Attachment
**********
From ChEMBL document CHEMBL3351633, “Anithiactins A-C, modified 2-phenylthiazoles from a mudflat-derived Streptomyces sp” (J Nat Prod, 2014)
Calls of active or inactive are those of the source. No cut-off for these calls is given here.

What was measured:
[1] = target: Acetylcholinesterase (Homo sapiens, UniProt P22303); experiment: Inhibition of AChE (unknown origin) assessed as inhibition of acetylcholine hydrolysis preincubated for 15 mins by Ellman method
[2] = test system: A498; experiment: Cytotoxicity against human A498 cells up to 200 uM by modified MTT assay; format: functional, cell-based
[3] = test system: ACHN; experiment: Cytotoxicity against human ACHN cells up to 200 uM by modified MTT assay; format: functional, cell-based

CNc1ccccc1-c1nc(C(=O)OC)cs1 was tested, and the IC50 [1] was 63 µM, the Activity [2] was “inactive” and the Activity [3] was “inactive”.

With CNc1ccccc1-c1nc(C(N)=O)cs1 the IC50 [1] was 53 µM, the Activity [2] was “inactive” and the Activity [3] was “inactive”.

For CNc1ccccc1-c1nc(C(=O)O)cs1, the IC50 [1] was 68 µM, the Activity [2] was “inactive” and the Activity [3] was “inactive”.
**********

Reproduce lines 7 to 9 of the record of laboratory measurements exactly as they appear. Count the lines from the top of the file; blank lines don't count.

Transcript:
CNc1ccccc1-c1nc(C(=O)OC)cs1 was tested, and the IC50 [1] was 63 µM, the Activity [2] was “inactive” and the Activity [3] was “inactive”.

With CNc1ccccc1-c1nc(C(N)=O)cs1 the IC50 [1] was 53 µM, the Activity [2] was “inactive” and the Activity [3] was “inactive”.

For CNc1ccccc1-c1nc(C(=O)O)cs1, the IC50 [1] was 68 µM, the Activity [2] was “inactive” and the Activity [3] was “inactive”.